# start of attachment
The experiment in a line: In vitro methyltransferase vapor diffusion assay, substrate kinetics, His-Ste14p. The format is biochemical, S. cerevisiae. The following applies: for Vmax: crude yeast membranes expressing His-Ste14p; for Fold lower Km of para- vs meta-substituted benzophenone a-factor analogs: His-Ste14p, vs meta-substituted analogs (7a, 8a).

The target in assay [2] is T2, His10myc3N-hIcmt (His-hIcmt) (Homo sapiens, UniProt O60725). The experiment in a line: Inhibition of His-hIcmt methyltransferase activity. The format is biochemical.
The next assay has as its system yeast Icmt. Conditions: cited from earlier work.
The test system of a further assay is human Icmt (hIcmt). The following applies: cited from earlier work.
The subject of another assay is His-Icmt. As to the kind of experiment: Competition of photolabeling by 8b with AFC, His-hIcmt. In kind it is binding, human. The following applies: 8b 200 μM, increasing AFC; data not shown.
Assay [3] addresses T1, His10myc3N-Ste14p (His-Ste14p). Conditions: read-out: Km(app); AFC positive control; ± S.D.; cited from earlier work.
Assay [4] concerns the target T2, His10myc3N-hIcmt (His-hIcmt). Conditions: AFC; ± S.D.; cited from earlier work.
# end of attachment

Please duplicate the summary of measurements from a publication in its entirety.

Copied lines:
The experiment in a line: In vitro methyltransferase vapor diffusion assay, substrate kinetics, His-Ste14p. The format is biochemical, S. cerevisiae. The following applies: for Vmax: crude yeast membranes expressing His-Ste14p; for Fold lower Km of para- vs meta-substituted benzophenone a-factor analogs: His-Ste14p, vs meta-substituted analogs (7a, 8a).

The target in assay [2] is T2, His10myc3N-hIcmt (His-hIcmt) (Homo sapiens, UniProt O60725). The experiment in a line: Inhibition of His-hIcmt methyltransferase activity. The format is biochemical.
The next assay has as its system yeast Icmt. Conditions: cited from earlier work.
The test system of a further assay is human Icmt (hIcmt). The following applies: cited from earlier work.
The subject of another assay is His-Icmt. As to the kind of experiment: Competition of photolabeling by 8b with AFC, His-hIcmt. In kind it is binding, human. The following applies: 8b 200 μM, increasing AFC; data not shown.
Assay [3] addresses T1, His10myc3N-Ste14p (His-Ste14p). Conditions: read-out: Km(app); AFC positive control; ± S.D.; cited from earlier work.
Assay [4] concerns the target T2, His10myc3N-hIcmt (His-hIcmt). Conditions: AFC; ± S.D.; cited from earlier work.